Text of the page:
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Dejah Tinney

74-98 W Tyler St.
Hampton, VA 23668
November 8, 2016

Michelle Ebanks
President
Essence Communications Inc.
225 Liberty Street 9th Floor
New York, NY 10048

Dear Ms. Ebanks,
African American women deal with so much whether it’s with our own African American men or
within our communities as a whole. I feel as though we are not valued as much as we should be
which can have a burden and a long-term effect on us emotionally. The problem within the
African American community is the lack of knowledge and limited resources we have on this
topic. My primary goal is to educate and inform not only the African American community but
others as well on emotional abuse experienced by the African American women and make them
more aware. Because I attend Hampton University, an HBCU which is primarily women I do
believe that my topic is relevant to my peers as well as those who may attend HBCUs
themselves. I, myself, an African American women who sometimes feels the pressure of being
undervalued and unappreciated feels that I can connect with others through an article in your
magazine.
To my brothers and sisters, I want to stress the importance of knowing the difference between
someone who says hurtful things once a month and someone who says hurtful things daily which
can lead to long-term affects resulting to emotional abuse. According to Emotional Abuse and the
Emotionally Abusive Black Man, “black men’s communication with black woman is laden with
critical, belittling words.” This article specifically speaks about the black man who is verbally
abusive towards the black woman to make himself seem more superior and powerful. Their sole
goal is to tear a confident, educated and successful black woman down with the ability to create
sadness using only a few hurtful words. As black women, we need to encourage each other and
believe that we are tougher and stronger than the obstacles we face.

Based off of personal experiences, I have witnessed the black man’s drive off of negative
emotions. Their ultimate victory is attained when they are in full control of the woman’s
emotions. From a personal perspective, that is a very true statement, men often feel highly of
themselves when they are in control of all things especially you, the woman. Gunner Karakurt,
author of Emotional abuse in intimate relationships: The role of gender and age, says men “target
the emotional and psychological well-being of the victim.” In other words, they know the only
way to break a women down is not only physically, but also psychologically. According to the
journal, “emotionally abused women can be lonelier than physically abused women.” Evelyn C.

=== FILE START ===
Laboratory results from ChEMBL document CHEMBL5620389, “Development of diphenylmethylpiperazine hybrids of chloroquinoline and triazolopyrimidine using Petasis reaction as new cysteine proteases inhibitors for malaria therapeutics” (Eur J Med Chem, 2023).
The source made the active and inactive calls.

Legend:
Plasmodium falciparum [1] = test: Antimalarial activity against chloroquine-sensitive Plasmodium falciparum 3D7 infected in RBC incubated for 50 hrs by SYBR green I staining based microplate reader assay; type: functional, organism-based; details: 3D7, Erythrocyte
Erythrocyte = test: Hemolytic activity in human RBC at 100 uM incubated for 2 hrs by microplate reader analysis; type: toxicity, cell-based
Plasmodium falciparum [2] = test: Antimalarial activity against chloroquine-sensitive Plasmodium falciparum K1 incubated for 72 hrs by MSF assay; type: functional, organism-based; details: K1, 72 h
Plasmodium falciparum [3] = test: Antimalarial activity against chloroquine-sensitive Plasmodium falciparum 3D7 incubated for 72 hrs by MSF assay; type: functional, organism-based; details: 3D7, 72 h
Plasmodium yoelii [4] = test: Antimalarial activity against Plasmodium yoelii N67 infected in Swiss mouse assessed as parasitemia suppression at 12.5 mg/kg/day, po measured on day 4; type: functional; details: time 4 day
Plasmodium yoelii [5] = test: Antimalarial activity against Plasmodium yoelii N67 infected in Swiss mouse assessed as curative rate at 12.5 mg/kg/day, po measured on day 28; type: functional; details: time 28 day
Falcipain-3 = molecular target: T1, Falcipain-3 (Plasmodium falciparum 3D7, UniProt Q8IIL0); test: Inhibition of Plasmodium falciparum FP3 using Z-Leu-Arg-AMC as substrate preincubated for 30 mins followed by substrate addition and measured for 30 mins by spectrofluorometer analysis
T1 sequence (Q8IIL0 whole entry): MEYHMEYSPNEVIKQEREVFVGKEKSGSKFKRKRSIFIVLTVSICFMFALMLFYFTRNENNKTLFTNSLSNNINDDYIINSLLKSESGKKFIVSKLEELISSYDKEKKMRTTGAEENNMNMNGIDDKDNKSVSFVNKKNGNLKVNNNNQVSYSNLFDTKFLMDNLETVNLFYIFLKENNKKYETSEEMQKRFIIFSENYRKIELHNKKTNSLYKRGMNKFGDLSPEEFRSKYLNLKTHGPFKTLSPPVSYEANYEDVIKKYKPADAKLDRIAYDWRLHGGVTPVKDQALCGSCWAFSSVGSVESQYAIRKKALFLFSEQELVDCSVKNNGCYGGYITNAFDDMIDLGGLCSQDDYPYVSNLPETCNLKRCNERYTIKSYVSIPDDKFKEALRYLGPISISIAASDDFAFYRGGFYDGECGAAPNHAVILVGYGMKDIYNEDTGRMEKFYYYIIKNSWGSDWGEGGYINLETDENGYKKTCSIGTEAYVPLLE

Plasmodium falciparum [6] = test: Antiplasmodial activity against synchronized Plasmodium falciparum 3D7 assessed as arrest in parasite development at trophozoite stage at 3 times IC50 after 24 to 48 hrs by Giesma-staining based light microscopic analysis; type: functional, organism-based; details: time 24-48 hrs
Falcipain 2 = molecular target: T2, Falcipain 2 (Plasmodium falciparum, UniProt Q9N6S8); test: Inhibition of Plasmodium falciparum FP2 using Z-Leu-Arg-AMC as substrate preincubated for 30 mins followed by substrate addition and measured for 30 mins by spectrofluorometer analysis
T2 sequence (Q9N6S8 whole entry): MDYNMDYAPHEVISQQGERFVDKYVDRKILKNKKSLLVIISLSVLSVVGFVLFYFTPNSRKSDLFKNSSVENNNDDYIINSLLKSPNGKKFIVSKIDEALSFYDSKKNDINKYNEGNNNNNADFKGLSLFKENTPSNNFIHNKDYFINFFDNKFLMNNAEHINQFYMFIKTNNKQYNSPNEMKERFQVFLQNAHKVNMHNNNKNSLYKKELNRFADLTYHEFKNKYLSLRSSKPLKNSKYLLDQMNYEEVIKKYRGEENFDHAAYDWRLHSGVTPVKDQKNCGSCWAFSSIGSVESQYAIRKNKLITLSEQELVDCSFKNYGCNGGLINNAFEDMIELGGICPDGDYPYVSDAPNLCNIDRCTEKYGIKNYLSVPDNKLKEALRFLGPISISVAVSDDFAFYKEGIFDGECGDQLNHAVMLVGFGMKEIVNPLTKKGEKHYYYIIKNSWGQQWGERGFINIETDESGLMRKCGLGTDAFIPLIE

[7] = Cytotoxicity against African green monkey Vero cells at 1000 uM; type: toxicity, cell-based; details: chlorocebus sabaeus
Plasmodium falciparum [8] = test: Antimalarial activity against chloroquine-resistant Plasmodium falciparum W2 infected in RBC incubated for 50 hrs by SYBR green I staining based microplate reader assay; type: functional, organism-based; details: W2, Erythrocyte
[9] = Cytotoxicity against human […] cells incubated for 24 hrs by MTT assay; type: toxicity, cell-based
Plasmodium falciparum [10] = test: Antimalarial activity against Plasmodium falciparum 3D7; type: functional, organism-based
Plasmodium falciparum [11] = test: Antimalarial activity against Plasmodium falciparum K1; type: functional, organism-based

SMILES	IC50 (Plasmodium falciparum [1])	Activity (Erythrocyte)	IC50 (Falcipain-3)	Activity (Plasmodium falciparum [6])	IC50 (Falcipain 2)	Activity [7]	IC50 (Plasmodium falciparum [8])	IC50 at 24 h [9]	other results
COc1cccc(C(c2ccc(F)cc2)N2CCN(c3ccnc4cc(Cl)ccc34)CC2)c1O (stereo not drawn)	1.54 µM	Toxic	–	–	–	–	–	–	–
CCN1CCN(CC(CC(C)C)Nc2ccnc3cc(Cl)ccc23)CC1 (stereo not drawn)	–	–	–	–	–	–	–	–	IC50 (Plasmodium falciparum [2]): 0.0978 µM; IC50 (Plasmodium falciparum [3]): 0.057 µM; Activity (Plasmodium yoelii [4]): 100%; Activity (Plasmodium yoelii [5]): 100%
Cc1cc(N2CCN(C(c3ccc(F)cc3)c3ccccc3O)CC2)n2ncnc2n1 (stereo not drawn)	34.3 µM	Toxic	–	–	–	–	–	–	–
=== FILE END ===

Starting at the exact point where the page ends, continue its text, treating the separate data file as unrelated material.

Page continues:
White, author of Chain, Chain, Change: For Black Women Dealing with Physical and Emotional
Abuse, wrote a book for African American women as well as Hispanic women dealing with both
physical and emotional abuse. The intention of this book is to provide resources for women
assisting them in the process of breaking free from physical, emotional and economic abuse.
Based upon the battered women's movement, the book offers them an opportunity for selfassessment and reflection. Hoping to encourage change within our community as Ms. White has
done, we must inform to make others aware.
Through Black Eyes: African American Women's Constructions of their Experiences with
Intimate Male Partner Violence, a book that explores experiences from nine physically,
emotionally and sexually abused African American wives, proving how systems of inequalities,
especially gender and race, help foster less-explored constructions and reactions to intimate male
partner violence. According to the book, “African American women are known as domineering
figures that require control which continues to make them vulnerable to the abuse.” Proving how
racism stops some African American women from enlisting help from resources that have
historically guarded white women. That is a cycle that we, as a community must break.
Website BMJ Open published an article written by Krim K. Lacey, The mental health of US
Black women: the roles of social context and severe intimate partner violence, which provides
research and data on the mental health of African American woman affected by emotional abuse.
According to the website, “black woman experience intimate partner violence at comparably
higher rates than woman of other racial and ethnic groups.” The everyday discrimination
associated with the abuse resulted to anxiety disorders and eating disorders. Let’s all stand
together as one to educate and inform our peers on the dangers of emotional abuse and put an
end to the life-long affects.
Sincerely,
Dejah Tinney

WORK CITED
Cooper, Deborrah. “Emotional Abuse and the Emotionally Abusive Black Men.” Surviving
Dating Making Smarter Choices in Your Search for Love. (2010, December).
http://survivingdating.com/emotional-abuse-and-the-emotionally-abusive-black-man

Karakurt, Gunnur. “Emotional abuse in intimate relationships: The role of gender and age.”
Violence and Victims, vol. 28, number 5, (2013).

Lacey, Krim K. “The mental health of US Black women: the roles of social context and severe
intimate partner violence.” BMJ Open, vol. 5, issue 2, (2015, October).
http://bmjopen.bmj.com/content/5/10/e008415.full

Nash, S. T. "Through Black Eyes: African American Women's Constructions of their
Experiences with Intimate Male Partner Violence." Violence Against Women, vol. 11, no.
11, (2005).

White, Evelyn C. “Chain, Chain, Change: For Black Women Dealing with Physical and
Emotional Abuse.” Seal Press, Seattle, Wash, 1985.